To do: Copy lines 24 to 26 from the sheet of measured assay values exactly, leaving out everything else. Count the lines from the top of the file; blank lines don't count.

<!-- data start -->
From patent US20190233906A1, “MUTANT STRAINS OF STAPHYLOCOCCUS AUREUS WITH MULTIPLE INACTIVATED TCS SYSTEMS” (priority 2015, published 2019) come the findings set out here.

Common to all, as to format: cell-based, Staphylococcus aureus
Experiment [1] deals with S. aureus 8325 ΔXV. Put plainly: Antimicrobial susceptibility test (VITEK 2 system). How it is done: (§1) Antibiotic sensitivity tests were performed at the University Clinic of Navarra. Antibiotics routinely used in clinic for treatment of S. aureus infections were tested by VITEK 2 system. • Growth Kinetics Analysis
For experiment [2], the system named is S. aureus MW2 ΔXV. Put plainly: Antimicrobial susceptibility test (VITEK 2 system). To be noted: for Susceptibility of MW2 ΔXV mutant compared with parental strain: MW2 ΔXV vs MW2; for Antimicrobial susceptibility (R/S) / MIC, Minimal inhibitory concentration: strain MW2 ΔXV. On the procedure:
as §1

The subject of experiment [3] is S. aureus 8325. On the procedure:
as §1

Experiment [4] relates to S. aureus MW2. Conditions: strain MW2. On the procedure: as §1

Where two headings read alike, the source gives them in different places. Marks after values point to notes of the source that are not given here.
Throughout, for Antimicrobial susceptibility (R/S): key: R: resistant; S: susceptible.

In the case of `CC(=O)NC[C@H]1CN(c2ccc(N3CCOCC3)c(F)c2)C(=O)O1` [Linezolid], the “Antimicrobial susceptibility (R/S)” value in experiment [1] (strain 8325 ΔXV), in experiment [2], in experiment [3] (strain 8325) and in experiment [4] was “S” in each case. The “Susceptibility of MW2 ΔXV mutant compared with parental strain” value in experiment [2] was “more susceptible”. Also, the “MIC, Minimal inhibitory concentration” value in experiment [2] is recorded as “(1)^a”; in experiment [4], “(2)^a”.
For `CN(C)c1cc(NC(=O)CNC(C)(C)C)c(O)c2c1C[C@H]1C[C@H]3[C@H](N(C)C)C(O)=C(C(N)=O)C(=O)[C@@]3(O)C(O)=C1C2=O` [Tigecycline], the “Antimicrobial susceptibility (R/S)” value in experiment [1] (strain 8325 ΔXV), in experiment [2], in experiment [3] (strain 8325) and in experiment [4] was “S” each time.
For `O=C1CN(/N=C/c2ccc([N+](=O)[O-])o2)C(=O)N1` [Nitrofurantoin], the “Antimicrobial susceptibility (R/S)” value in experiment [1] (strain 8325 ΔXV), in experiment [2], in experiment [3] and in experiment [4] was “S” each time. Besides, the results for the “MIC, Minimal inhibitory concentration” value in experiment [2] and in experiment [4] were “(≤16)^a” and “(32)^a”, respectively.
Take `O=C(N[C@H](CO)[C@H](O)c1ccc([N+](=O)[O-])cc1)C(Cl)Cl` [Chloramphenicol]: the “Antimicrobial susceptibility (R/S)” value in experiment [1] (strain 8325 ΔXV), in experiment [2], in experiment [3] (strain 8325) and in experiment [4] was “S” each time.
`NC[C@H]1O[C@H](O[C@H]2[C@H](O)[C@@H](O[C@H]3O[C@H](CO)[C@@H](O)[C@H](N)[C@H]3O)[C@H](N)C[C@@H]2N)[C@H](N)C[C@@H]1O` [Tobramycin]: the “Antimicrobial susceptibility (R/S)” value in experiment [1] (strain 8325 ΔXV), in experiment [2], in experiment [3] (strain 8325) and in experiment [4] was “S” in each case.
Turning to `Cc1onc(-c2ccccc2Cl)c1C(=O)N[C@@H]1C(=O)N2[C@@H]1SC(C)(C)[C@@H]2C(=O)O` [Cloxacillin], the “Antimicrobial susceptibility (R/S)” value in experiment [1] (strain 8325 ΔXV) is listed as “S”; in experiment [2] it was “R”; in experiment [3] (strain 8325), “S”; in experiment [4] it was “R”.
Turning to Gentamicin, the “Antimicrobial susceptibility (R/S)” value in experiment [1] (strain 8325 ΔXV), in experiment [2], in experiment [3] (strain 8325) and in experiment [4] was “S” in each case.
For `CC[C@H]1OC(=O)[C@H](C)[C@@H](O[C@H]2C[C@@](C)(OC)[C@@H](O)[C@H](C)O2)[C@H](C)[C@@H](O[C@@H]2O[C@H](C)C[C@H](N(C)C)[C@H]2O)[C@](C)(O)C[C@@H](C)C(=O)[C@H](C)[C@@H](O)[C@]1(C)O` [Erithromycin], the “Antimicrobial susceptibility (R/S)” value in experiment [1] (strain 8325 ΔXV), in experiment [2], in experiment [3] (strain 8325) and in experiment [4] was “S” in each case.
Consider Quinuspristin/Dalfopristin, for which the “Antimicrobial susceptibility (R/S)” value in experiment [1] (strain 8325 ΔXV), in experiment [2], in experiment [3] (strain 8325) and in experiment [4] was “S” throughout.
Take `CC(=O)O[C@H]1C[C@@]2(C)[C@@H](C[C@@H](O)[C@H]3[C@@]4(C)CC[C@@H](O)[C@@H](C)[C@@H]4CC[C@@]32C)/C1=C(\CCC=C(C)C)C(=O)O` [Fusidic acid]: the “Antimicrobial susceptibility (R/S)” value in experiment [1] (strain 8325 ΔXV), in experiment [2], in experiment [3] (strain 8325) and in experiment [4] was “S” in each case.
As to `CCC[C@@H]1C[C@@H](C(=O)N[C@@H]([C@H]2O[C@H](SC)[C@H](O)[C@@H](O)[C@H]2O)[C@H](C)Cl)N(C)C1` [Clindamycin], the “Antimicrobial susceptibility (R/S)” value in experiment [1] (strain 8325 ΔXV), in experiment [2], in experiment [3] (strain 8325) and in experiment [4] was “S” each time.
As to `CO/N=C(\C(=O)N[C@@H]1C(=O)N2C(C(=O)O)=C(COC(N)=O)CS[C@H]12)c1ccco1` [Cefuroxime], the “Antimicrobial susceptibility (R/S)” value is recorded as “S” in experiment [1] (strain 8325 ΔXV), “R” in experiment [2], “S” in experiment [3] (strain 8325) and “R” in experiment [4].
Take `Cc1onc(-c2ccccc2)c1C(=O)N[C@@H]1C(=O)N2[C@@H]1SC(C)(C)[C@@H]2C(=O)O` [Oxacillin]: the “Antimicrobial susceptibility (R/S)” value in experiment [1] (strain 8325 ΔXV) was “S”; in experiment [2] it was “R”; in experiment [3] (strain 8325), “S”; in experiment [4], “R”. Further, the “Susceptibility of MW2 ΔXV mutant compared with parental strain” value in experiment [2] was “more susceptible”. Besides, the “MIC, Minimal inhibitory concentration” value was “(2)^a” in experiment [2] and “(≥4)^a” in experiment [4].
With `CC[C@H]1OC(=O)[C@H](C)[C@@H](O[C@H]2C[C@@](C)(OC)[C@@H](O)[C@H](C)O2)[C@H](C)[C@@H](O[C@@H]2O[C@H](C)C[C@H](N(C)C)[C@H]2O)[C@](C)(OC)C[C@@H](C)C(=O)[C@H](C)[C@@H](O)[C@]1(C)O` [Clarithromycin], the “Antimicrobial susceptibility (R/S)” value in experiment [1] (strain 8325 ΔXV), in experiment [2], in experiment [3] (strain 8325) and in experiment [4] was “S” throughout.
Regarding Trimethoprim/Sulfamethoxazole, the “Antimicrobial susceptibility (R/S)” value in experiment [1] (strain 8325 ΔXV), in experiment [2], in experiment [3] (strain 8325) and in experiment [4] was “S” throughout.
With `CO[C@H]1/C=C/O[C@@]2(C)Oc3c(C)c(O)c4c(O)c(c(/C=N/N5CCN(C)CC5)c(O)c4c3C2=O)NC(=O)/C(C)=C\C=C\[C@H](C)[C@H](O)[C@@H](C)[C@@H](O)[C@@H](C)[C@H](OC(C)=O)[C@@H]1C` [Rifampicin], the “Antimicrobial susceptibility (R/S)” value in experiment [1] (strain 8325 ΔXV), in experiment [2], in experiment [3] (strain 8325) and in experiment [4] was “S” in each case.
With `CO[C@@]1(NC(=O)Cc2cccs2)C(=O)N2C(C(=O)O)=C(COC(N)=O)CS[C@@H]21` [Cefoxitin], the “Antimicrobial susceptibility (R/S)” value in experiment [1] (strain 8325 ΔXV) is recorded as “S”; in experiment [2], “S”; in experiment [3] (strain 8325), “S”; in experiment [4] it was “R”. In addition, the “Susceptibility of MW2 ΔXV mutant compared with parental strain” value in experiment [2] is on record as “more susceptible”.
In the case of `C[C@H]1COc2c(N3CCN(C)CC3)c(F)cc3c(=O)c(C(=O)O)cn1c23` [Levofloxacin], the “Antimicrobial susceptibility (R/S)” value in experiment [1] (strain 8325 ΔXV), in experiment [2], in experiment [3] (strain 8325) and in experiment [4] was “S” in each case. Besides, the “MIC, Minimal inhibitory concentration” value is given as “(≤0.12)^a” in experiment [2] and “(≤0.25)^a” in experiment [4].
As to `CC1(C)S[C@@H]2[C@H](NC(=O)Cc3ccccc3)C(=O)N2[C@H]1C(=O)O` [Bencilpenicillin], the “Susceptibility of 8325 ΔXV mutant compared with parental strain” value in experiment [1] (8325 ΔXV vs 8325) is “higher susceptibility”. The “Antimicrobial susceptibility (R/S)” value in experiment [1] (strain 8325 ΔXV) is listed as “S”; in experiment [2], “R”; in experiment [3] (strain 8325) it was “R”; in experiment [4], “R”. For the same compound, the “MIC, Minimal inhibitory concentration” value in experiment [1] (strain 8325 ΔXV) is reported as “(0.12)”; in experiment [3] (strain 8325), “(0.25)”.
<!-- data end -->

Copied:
With `CC[C@H]1OC(=O)[C@H](C)[C@@H](O[C@H]2C[C@@](C)(OC)[C@@H](O)[C@H](C)O2)[C@H](C)[C@@H](O[C@@H]2O[C@H](C)C[C@H](N(C)C)[C@H]2O)[C@](C)(OC)C[C@@H](C)C(=O)[C@H](C)[C@@H](O)[C@]1(C)O` [Clarithromycin], the “Antimicrobial susceptibility (R/S)” value in experiment [1] (strain 8325 ΔXV), in experiment [2], in experiment [3] (strain 8325) and in experiment [4] was “S” throughout.
Regarding Trimethoprim/Sulfamethoxazole, the “Antimicrobial susceptibility (R/S)” value in experiment [1] (strain 8325 ΔXV), in experiment [2], in experiment [3] (strain 8325) and in experiment [4] was “S” throughout.
With `CO[C@H]1/C=C/O[C@@]2(C)Oc3c(C)c(O)c4c(O)c(c(/C=N/N5CCN(C)CC5)c(O)c4c3C2=O)NC(=O)/C(C)=C\C=C\[C@H](C)[C@H](O)[C@@H](C)[C@@H](O)[C@@H](C)[C@H](OC(C)=O)[C@@H]1C` [Rifampicin], the “Antimicrobial susceptibility (R/S)” value in experiment [1] (strain 8325 ΔXV), in experiment [2], in experiment [3] (strain 8325) and in experiment [4] was “S” in each case.